SAN DIEGO - The meaning and strength of a full faith and credit pledge remains murky after Detroit's treatment of general obligation bonds in Chapter 9 bankruptcy did nothing but raise more questions, according to a bankruptcy partner from Schiff Hardin LLP.
"One thing that we can take away from Detroit is that we're still in the abyss when it comes to knowing what exactly a GO is and what the implications of it are in a bankruptcy case," Rick Frimmer said Thursday at The Bond Buyer's California Public Finance Conference.
Frimmer, a partner in Schiff Hardin's Chicago office, specializes in defaulted municipal and corporate debt and has represented creditors in Chapter 9 proceedings.
"We only know that in a large case when we think the train has left the station, it's easier to settle and figure out how to get something, than it is to spend millions of dollars trying to find a result," he said.
GO pledges vary from state to state.
Detroit alone had multiple pledges, including limited-tax GOs and unlimited-tax GOs, but because creditors settled with Detroit, the judge did not make any ruling on how a GO pledge is treated in bankruptcy.
"One would like to have thought that with a case like Detroit, we would have some legal interpretation or some precedent to use in other cases, but unfortunately we haven't," Frimmer said.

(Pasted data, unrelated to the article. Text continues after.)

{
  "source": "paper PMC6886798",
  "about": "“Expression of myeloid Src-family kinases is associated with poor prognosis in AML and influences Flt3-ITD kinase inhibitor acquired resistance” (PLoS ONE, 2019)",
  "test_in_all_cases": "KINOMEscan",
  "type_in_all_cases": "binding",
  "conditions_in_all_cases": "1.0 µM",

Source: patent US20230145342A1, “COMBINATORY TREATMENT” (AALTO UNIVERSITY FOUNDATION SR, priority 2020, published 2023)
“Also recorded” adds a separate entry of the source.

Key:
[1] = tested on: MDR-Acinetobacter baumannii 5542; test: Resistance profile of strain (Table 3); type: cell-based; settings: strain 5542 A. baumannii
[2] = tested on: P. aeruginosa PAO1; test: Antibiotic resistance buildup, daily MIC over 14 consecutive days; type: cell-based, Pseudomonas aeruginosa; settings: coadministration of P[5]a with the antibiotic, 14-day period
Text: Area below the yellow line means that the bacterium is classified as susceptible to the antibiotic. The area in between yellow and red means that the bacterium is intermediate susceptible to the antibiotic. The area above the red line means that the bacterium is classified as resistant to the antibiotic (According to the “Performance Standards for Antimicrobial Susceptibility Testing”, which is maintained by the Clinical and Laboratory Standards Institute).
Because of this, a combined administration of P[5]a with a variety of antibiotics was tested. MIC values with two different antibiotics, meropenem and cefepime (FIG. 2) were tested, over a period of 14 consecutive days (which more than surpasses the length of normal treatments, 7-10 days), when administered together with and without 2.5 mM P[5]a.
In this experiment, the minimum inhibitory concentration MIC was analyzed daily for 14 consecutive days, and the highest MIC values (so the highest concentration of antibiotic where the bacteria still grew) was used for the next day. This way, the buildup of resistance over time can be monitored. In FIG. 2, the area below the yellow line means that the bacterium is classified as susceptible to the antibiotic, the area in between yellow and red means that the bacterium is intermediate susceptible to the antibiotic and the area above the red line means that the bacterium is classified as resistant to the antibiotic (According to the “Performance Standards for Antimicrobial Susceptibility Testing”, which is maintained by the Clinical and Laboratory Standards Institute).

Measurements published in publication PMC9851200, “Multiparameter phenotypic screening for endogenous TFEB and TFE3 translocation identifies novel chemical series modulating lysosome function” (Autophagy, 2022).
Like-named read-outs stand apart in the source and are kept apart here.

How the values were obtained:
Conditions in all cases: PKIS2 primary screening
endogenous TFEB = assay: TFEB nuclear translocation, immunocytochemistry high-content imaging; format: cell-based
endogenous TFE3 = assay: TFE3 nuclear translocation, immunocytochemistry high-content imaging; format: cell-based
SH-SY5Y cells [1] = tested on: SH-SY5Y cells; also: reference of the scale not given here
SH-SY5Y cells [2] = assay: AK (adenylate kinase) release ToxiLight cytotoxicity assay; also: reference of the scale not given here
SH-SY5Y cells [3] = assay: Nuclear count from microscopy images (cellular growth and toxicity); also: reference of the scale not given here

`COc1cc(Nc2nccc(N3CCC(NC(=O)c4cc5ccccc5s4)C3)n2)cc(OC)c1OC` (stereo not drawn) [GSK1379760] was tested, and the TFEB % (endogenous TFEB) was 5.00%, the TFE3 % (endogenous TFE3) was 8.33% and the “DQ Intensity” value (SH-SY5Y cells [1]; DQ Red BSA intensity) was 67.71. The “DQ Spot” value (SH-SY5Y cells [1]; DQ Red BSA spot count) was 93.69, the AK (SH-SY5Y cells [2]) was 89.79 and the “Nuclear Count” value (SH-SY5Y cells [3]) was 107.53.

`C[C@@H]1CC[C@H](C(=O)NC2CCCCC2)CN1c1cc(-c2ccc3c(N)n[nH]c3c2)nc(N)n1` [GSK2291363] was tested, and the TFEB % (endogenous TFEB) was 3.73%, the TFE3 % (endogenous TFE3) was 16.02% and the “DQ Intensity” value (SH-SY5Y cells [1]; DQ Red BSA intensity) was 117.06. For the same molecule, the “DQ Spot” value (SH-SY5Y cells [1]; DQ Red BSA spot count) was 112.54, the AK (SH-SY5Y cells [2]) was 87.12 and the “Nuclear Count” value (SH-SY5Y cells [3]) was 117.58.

He added that he wishes one or more of the classes in Detroit had not settled so there could have been some guidance to which other municipal bankruptcy cases could refer.
While no precedents have come out of the Detroit case, the questions that resulted about what a GO pledge really means could lead to more disclosure regarding GO bonds in the market, Frimmer said.
One way to do this would be to create a "check-the-box-system" for all municipalities issuing debt.
"Box one might be for the real full faith and credit box, where you check the box and put in your disclosure that we will never seek to disavow this debt," he said. "Then you might have a 'limited' check box, where you say we'll limit it to future tax increases, to the extent that we can actually increase taxes."
A third box could be for GO pledges that "make no promises," he said.